W3C home > Mailing lists > Public > xmlschema-dev@w3.org > October 2012

Re: Order indicators in the .xsd file

From: C. M. Sperberg-McQueen <cmsmcq@blackmesatech.com>
Date: Thu, 18 Oct 2012 07:30:08 -0600
Cc: "C. M. Sperberg-McQueen" <cmsmcq@blackmesatech.com>, xmlschema-dev@w3.org
Message-Id: <0C984337-E953-4CD7-8BD0-F3BA3F713EFB@blackmesatech.com>
To: Michael Kay <mike@saxonica.com>

On Oct 18, 2012, at 2:48 AM, Michael Kay wrote:

> >I agree that it is often difficult, and the result is almost never easy to read and understand. But I do not believe it is ever impossible.
> 
> Depends whether your definition of "impossible" is a mathematical definition or an engineering definition.

As you will perhaps have expected, I was taking a mathematical view.

> 
> In practice, enumerating the different permutations to permit all possible orderings of 24 elements, some of which can be repeated, is impossible on the kind of computers that are available for purchase today, whatever the computer science theory might say.

You may be right (although I think you'll find that any attempt to prove your
claim will have to rely rather heavily on computer science theory, rather than
overturning it).  But unless we believe that the computers available for purchase
today are the best that there can or will ever be, the correct way to describe
problems that are soluble in principle but beyond their current capacity is
as "beyond the capacity of current systems", rather than "impossible", which
suggests somewhat more finality than I think is given here.

In particular, consider the following argument:

- XSD 1.0 allows schema components to be built in any way
the implementation chooses; reading them from valid schema 
documents is just one possible way, and the wording in the spec
has systematically been made so weak and obscure that it's
impossible to show, from the wording of the 1.0 spec, that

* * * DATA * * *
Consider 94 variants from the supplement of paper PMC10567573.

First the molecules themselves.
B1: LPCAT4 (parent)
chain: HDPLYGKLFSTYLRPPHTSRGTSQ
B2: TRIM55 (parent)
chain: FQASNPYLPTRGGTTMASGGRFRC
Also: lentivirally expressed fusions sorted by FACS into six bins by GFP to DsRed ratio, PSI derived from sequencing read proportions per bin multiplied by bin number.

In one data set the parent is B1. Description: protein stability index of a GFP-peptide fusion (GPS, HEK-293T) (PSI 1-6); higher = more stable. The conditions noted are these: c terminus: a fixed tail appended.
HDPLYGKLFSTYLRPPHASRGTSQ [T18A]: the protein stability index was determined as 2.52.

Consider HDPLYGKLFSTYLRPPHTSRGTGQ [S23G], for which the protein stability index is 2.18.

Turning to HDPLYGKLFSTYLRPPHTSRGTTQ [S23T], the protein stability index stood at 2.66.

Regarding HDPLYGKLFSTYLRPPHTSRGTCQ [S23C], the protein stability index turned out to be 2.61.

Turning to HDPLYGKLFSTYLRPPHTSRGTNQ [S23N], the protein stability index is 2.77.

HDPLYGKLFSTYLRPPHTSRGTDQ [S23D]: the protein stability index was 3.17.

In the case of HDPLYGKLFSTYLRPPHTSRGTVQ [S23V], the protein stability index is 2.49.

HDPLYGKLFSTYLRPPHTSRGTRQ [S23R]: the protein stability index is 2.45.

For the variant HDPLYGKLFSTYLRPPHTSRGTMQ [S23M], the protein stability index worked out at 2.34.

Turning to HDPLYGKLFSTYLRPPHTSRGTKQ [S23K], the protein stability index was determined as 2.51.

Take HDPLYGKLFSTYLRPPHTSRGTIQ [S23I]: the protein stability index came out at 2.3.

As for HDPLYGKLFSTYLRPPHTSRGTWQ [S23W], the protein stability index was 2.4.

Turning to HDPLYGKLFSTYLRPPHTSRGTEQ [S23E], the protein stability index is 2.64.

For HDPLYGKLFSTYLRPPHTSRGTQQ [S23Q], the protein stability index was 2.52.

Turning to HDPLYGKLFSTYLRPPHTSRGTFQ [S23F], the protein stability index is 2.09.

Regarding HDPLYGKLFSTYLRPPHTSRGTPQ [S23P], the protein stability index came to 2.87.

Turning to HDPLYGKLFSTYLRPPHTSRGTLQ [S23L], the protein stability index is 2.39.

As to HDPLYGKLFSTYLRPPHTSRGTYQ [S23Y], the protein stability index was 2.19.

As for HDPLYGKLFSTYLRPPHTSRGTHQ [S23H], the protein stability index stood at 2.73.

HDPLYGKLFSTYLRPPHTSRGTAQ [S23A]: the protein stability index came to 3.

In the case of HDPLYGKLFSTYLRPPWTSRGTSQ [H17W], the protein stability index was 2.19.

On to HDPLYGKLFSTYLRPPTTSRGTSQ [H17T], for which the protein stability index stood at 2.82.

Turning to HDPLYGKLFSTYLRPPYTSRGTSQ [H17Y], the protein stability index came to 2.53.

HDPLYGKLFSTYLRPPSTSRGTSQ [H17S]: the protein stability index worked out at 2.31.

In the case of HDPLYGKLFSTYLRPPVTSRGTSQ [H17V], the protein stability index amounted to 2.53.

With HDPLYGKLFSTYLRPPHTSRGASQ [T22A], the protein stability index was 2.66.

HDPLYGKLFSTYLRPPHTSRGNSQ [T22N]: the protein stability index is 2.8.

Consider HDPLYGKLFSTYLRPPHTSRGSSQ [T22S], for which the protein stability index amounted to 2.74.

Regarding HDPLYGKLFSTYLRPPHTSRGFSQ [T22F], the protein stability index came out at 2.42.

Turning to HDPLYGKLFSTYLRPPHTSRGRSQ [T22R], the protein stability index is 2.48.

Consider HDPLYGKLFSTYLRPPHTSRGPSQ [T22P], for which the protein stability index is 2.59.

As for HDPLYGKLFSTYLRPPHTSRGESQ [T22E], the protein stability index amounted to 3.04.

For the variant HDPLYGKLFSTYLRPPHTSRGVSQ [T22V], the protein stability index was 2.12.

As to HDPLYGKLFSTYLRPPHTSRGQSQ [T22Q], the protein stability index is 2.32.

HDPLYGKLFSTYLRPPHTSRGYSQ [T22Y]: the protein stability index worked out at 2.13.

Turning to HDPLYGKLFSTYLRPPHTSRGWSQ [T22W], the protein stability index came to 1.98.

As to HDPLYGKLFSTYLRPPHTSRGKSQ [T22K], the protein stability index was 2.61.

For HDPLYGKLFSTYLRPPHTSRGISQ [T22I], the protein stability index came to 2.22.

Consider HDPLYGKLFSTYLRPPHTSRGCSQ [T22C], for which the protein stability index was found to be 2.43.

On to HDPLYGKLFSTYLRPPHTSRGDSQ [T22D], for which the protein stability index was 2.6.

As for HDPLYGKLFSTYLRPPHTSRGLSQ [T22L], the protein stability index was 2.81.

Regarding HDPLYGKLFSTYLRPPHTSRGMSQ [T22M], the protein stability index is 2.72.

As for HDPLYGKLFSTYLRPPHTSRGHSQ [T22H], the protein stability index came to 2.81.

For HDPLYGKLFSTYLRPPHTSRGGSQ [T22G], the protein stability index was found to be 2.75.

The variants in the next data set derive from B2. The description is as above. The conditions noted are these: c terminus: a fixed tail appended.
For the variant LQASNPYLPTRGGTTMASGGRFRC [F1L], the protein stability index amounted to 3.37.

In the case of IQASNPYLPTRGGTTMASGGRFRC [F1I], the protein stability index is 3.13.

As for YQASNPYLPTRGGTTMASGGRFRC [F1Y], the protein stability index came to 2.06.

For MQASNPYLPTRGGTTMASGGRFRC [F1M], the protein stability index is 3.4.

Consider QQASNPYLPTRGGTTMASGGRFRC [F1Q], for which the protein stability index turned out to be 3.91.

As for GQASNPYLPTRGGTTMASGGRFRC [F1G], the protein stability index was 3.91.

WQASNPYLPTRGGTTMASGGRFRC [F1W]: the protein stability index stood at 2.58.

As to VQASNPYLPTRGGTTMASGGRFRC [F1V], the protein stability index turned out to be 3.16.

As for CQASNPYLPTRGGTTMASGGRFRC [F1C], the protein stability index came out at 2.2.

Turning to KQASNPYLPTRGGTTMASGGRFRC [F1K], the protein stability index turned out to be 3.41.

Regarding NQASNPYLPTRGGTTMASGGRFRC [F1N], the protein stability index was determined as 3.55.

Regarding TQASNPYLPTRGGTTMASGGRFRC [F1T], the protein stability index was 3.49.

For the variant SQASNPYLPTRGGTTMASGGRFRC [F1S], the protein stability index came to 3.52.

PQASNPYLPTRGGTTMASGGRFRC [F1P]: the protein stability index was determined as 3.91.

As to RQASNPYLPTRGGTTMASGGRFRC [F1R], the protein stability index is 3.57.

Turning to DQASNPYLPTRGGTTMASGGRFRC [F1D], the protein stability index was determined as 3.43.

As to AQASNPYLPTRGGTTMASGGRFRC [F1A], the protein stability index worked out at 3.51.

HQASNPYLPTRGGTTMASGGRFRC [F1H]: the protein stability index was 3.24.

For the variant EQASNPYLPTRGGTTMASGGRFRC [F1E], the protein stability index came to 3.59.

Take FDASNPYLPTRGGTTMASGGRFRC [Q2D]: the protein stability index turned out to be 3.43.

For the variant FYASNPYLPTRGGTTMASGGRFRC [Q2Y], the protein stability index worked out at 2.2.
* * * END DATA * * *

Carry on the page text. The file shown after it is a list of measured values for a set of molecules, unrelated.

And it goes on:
any class of conforming processor is required to read any actual
XML documents.

- The software implementing schema components does not 
need to have data structures corresponding in detail to the 
descriptions in the XSD 1.0 spec; all that is required is that the 
behavior of the processor be consistent with that of a processor
whose data structures are built as described in the spec.

- While enumerating 24! or 120! disjuncts in a large regular expression
or content model whose top-level operator is choice may
exceed current engineering capacity, it is not beyond the wit of
human beings or the memory capacity of current machines to
construct a finite state automaton for the same language; if there
are 23 child elements, of which 3 have the range {1, unbounded},
4 more have the range {1,1} and 16 have the range {0,1}, the 
FSA will need 2 ** 23 states.  (This is, of course, the same
state machine an XSD 1.1 machine will need to manage the
all-group one might write for this content model.)

- So is it really impossible -- in principle -- for an XSD 1.0 implementation
to support the content model described?   

I am not aware of any XSD 1.0 implementations that support 
user-supplied schema components, but I think you will agree 
that supporting them is neither a mathematical nor an
engineering impossibility?

-- 
****************************************************************
* C. M. Sperberg-McQueen, Black Mesa Technologies LLC
* http://www.blackmesatech.com 
* http://cmsmcq.com/mib                 
* http://balisage.net
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Received on Thursday, 18 October 2012 13:30:52 UTC

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